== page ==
As long as I’ve been alive, but certainly since my first political awareness,  a loud minority of Americans, through their well-financed and politically influential mouthpieces, have relentlessly hammered home the demented idea that “government” was some malevolent, faceless, money-grabbing bureaucracy that existed only to trample our freedoms.  Funny, I thought, I had always learned that our government was, uniquely for the time, one in which we, the people chose what form it would take.

At first, the very idea seemed ludicrous.  The “government,” as far as I’d experienced it, was largely comprised of hard working people doing jobs that needed to be done: teaching children, policing the streets, pumping the water, paving the roads, inspecting the buildings we live in and the food we eat.  In short, I always found the idea that “government,” at least as it was conducted domestically, enabled freedom; freedom from living like they do in, say, Somalia, or its equivalent at the time.

Unfortunately, the wish turned out to be cousin to the deed in this case; the parts of government that I had previously seen as both benign and necessary, like basic public services and infrastructure, have been whittled away to the point where they are rightly seen as shabby and unreliable by all but the most desperate.  Meanwhile, the most dreaded aspects of the then-hypothetical Big Government: secrecy, impunity, lawlessness, and plunder, has reared its ugly head with a vengeance.

If I could have gotten a tricorner hat on over my curlers, I might have become a teabagger already, but I get a little closer each day.  Perhaps inspired by my recent experience at the DMV where I found that renewal of my ID, continuously in effect since 1979, required me to obtain a copy of my birth certificate because of, get this, teh terrists.   I spent my time in the various waiting areas involved with this undoubtedly patriotic endeavor fantasizing about giving Big Government a piece of my mind, once and for all.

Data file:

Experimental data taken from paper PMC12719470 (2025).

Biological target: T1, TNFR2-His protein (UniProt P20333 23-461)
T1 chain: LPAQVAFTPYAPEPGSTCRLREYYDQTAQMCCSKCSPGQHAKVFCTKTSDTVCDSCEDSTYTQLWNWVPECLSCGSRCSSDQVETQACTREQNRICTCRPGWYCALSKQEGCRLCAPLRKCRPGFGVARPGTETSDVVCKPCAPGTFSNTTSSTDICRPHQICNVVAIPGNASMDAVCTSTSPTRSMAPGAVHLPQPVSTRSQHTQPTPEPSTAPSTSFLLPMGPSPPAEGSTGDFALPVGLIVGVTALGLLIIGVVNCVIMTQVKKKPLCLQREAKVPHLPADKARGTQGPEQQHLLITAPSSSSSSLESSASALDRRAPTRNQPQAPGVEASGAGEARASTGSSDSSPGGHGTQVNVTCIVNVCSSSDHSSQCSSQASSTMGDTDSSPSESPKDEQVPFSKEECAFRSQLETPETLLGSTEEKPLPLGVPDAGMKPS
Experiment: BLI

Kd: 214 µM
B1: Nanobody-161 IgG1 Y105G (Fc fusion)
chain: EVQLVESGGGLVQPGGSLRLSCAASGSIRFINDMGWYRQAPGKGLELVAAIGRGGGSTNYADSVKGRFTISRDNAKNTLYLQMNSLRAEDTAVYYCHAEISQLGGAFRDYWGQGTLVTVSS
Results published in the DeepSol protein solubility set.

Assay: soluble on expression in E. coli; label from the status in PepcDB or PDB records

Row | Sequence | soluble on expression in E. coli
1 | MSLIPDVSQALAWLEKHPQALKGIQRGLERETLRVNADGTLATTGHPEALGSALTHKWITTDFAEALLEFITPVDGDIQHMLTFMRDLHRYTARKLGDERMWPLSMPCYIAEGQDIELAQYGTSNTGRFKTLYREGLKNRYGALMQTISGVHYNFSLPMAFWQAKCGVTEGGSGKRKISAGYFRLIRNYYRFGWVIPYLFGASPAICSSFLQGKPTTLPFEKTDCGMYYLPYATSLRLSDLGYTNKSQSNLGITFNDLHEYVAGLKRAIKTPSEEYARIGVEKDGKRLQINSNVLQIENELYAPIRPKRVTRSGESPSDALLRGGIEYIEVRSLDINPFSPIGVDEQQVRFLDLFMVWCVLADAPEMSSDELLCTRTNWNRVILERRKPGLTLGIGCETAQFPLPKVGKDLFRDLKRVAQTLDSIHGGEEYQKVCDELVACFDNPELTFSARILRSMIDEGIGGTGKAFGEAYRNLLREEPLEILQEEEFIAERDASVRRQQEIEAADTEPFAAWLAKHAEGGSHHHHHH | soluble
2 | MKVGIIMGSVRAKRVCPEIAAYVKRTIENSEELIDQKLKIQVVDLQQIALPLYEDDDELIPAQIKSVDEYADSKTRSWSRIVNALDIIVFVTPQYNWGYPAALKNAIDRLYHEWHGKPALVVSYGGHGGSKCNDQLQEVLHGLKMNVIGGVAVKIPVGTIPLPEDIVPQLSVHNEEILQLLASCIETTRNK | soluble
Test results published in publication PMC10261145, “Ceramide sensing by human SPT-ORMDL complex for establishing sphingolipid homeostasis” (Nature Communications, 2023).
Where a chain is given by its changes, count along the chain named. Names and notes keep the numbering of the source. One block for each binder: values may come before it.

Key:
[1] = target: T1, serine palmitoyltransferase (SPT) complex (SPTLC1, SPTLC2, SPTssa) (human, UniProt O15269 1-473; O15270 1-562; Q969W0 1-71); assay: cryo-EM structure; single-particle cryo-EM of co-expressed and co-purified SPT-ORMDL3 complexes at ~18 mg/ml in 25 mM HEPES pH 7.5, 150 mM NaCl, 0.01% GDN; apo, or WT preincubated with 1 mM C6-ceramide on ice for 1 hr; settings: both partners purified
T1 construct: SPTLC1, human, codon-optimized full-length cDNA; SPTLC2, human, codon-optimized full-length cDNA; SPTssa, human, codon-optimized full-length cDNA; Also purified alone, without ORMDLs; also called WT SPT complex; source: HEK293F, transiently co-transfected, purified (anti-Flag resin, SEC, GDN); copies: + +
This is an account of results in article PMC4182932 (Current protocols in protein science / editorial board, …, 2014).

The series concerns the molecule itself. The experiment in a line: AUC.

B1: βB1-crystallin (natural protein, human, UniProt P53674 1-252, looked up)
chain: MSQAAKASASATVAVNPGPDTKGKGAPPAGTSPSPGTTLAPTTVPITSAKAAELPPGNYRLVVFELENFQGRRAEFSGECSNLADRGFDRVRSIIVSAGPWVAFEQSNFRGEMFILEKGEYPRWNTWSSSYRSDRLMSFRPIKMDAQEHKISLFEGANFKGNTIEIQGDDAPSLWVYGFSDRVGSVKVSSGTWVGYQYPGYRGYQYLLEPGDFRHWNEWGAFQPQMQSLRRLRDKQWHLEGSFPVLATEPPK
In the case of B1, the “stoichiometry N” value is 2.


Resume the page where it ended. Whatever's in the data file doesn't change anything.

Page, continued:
Things stared out well enough; the nice lady at the reception desk said that Big Government was right next door, past the bio-swale water feature and out the doors by the composting diorama (I was still in the State of Oregon Building), and I would only need go through the metal detectors, up to third floor, and take a number.  Since it was still early, I might only have to wait an hour or so. Lately the complaint windows have been kind of busy, she warned me, rather unnecessarily.

After a frisking that was a lot more invasive, in a good way, than would have ever happened in real life (this is my fantasy, after all), I took the elevator upstairs and settled in to wait for my number to come up.  It came up more quickly than expected; I had only written two novels and a screenplay when I was summoned to the window.  Expecting a bored, gum-chewing, mi-nority from the mooching 47%, imagine my surprise when I found myself facing an bored, gum-chewing guy who looked alarmingly like Dick Armey.  Boy, oh, boy, if those teabaggers could only see this Jack-Booted Government Thug….

CH: I’m sick and tired of Big Government.

JBGT:  (checking EXXON stock on free iPhone) Yeah, me, too, always regulatin’ and taxin’ the Job Creators.

CH: (earnestly) Actually, that’s not what I had in mind.  Mitt Romney paid half the tax rate my mother did when she taught first grade.

JBGT:  (snapping gum insolently) Oh, I see, you hate America.  Could you step back a bit so the DHS security cameras can tell if those curlers are the tubes Condi was always talking about?

CH:  I’m not a terrorist, I’m just sick of a government that treats me like one.  I just had to prove I was born here, about a mile away, when having read all my emails, you obviously already know this.

JBGT:  If you have nothing to hide, you have nothing to fear.  (More in sorrow than rebuke) But I do reckon you went too easy on that guy who gave you the crabs.  I’d have let one of my bodyguards take a crack at him.

CH: (brightening) Is it too late for a drone?

JBGT: (smirking) Yep.  We’re the Government, and you’re not.

CH:  Never mind about that then.  Let’s get back to money.  Why is it that seniors and poor people have to “sacrifice,” when rich people, who are richer than ever, don’t have to sacrifice anything?

JBGT: Because that’s what Jesus wanted.

CH:  Really?  Did Jesus also want us to destroy his Dad’s creation with greenhouse gases?

JBGT:  Now, you know it’s only the Death Tax that takes away what Daddy created.  Obviously, your Daddy didn’t take good enough care of you, or you wouldn’t be wearing such a cheap mink.   My third favorite mistress has a much nicer one.

CH:  Why is this always about me, when we’re supposed to be talking about you, especially at this window?

JBGT:  Tell you what, for $400k a year, I’ll go away, just like I did for the last guys.

CH:  I can’t afford that.

JBGT:  That’s the point, idn’t it?

Photo by Hash Milhan under Creative Commons license